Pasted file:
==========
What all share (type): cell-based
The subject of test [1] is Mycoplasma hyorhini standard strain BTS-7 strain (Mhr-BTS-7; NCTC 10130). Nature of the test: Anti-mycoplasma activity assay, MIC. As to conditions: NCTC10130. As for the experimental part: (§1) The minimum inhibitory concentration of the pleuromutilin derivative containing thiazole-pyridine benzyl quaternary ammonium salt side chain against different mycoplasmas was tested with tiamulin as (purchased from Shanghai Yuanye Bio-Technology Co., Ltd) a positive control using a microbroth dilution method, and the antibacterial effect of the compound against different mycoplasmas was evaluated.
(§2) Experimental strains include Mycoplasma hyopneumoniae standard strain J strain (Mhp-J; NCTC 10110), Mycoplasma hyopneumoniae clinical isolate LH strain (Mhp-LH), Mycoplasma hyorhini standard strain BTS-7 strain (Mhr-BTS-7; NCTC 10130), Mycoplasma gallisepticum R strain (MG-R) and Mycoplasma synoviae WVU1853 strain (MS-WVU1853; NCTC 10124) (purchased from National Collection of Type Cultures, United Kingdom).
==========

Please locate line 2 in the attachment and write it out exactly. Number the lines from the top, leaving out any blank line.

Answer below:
The subject of test [1] is Mycoplasma hyorhini standard strain BTS-7 strain (Mhr-BTS-7; NCTC 10130). Nature of the test: Anti-mycoplasma activity assay, MIC. As to conditions: NCTC10130. As for the experimental part: (§1) The minimum inhibitory concentration of the pleuromutilin derivative containing thiazole-pyridine benzyl quaternary ammonium salt side chain against different mycoplasmas was tested with tiamulin as (purchased from Shanghai Yuanye Bio-Technology Co., Ltd) a positive control using a microbroth dilution method, and the antibacterial effect of the compound against different mycoplasmas was evaluated.